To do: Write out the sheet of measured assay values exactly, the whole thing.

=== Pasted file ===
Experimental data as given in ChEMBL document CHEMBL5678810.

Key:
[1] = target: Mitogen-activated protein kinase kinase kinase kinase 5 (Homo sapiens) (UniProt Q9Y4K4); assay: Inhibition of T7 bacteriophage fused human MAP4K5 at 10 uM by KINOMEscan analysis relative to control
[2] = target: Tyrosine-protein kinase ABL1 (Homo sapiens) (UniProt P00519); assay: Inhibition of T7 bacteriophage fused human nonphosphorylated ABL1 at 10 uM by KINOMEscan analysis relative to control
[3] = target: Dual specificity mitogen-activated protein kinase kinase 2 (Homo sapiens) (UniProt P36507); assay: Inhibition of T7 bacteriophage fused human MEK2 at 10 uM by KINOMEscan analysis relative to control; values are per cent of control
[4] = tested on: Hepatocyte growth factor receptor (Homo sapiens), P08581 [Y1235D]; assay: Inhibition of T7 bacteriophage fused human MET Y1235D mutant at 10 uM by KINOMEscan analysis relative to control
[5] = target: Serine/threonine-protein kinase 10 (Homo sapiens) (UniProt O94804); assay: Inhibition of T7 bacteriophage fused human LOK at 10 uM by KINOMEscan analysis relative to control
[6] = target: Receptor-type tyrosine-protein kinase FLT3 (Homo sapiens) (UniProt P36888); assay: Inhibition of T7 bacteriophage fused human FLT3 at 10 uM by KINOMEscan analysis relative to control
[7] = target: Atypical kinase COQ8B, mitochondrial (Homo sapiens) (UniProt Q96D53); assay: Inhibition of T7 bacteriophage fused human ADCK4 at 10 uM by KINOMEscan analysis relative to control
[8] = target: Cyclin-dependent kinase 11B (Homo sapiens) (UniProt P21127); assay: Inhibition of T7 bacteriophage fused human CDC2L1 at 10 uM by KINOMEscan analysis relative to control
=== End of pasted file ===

Experimental data as given in ChEMBL document CHEMBL5678810.

Key:
[1] = target: Mitogen-activated protein kinase kinase kinase kinase 5 (Homo sapiens) (UniProt Q9Y4K4); assay: Inhibition of T7 bacteriophage fused human MAP4K5 at 10 uM by KINOMEscan analysis relative to control
[2] = target: Tyrosine-protein kinase ABL1 (Homo sapiens) (UniProt P00519); assay: Inhibition of T7 bacteriophage fused human nonphosphorylated ABL1 at 10 uM by KINOMEscan analysis relative to control
[3] = target: Dual specificity mitogen-activated protein kinase kinase 2 (Homo sapiens) (UniProt P36507); assay: Inhibition of T7 bacteriophage fused human MEK2 at 10 uM by KINOMEscan analysis relative to control; values are per cent of control
[4] = tested on: Hepatocyte growth factor receptor (Homo sapiens), P08581 [Y1235D]; assay: Inhibition of T7 bacteriophage fused human MET Y1235D mutant at 10 uM by KINOMEscan analysis relative to control
[5] = target: Serine/threonine-protein kinase 10 (Homo sapiens) (UniProt O94804); assay: Inhibition of T7 bacteriophage fused human LOK at 10 uM by KINOMEscan analysis relative to control
[6] = target: Receptor-type tyrosine-protein kinase FLT3 (Homo sapiens) (UniProt P36888); assay: Inhibition of T7 bacteriophage fused human FLT3 at 10 uM by KINOMEscan analysis relative to control
[7] = target: Atypical kinase COQ8B, mitochondrial (Homo sapiens) (UniProt Q96D53); assay: Inhibition of T7 bacteriophage fused human ADCK4 at 10 uM by KINOMEscan analysis relative to control
[8] = target: Cyclin-dependent kinase 11B (Homo sapiens) (UniProt P21127); assay: Inhibition of T7 bacteriophage fused human CDC2L1 at 10 uM by KINOMEscan analysis relative to control